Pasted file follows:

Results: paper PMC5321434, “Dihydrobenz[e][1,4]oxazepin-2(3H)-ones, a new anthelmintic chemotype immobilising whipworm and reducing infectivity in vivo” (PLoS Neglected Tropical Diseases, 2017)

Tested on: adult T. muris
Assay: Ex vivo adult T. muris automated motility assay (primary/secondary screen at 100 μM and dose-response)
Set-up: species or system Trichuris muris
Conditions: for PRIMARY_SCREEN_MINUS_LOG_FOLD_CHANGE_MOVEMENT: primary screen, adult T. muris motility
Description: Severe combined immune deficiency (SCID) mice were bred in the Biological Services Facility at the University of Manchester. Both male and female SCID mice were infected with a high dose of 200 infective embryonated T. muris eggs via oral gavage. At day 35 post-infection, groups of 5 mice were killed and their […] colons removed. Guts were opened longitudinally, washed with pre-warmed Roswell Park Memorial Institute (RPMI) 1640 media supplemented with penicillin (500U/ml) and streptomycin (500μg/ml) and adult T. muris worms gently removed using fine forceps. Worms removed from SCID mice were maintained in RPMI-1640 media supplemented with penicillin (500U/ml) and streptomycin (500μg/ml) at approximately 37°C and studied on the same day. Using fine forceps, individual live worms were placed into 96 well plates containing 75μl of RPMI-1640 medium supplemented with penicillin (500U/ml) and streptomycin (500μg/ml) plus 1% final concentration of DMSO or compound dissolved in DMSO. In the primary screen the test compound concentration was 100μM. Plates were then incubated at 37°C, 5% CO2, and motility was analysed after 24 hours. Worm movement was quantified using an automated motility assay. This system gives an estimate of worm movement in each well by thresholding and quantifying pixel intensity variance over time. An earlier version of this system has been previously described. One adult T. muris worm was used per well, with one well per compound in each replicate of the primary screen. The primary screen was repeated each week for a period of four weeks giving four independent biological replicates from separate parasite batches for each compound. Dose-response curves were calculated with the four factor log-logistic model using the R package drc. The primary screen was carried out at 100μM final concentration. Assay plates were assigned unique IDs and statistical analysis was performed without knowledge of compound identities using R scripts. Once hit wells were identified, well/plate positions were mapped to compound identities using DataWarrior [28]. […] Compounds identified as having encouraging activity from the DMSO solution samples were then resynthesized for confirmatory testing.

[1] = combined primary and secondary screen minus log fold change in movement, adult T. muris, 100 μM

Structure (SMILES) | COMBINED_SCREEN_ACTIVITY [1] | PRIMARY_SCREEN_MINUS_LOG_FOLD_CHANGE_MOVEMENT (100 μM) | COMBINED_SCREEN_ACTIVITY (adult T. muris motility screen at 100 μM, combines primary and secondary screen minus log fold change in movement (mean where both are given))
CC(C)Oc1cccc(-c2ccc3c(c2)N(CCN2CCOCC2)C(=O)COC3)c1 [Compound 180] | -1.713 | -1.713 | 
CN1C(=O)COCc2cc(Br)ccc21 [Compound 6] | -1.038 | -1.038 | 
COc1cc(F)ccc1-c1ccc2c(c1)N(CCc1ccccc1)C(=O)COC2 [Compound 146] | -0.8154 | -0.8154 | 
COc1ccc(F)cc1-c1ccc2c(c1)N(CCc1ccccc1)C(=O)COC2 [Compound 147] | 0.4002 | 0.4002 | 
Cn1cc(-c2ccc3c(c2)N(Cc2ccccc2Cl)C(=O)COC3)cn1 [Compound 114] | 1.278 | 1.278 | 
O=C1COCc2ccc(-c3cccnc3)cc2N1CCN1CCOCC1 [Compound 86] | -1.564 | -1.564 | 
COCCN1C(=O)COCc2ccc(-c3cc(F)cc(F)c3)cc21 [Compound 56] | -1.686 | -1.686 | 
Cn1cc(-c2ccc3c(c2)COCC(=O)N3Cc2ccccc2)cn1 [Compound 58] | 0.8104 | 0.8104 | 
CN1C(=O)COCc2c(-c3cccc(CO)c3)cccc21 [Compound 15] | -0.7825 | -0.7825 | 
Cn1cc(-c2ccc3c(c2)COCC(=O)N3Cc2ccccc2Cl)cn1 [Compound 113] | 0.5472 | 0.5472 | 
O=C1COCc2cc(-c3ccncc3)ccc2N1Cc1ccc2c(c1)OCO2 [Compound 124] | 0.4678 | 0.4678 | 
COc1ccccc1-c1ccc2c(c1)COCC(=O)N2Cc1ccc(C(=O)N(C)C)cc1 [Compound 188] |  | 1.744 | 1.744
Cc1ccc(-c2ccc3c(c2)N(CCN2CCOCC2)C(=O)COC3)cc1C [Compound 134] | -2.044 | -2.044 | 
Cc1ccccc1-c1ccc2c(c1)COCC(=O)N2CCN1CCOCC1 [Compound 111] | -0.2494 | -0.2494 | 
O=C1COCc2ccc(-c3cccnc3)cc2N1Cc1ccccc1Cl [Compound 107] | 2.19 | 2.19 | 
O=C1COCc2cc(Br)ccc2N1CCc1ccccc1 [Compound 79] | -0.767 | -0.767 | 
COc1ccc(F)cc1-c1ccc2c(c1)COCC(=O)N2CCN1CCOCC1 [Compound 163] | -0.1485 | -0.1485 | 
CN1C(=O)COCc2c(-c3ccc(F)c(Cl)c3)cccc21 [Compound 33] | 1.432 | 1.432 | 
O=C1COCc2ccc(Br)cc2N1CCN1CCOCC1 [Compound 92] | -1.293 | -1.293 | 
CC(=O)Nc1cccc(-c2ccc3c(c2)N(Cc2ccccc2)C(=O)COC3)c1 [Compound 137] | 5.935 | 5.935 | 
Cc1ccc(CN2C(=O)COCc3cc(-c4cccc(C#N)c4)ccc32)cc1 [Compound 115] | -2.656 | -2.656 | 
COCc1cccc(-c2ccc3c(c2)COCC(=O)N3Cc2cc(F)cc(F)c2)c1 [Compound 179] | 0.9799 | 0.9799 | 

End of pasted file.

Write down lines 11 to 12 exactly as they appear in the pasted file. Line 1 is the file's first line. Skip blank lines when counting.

COc1cc(F)ccc1-c1ccc2c(c1)N(CCc1ccccc1)C(=O)COC2 [Compound 146] | -0.8154 | -0.8154 | 
COc1ccc(F)cc1-c1ccc2c(c1)N(CCc1ccccc1)C(=O)COC2 [Compound 147] | 0.4002 | 0.4002 | 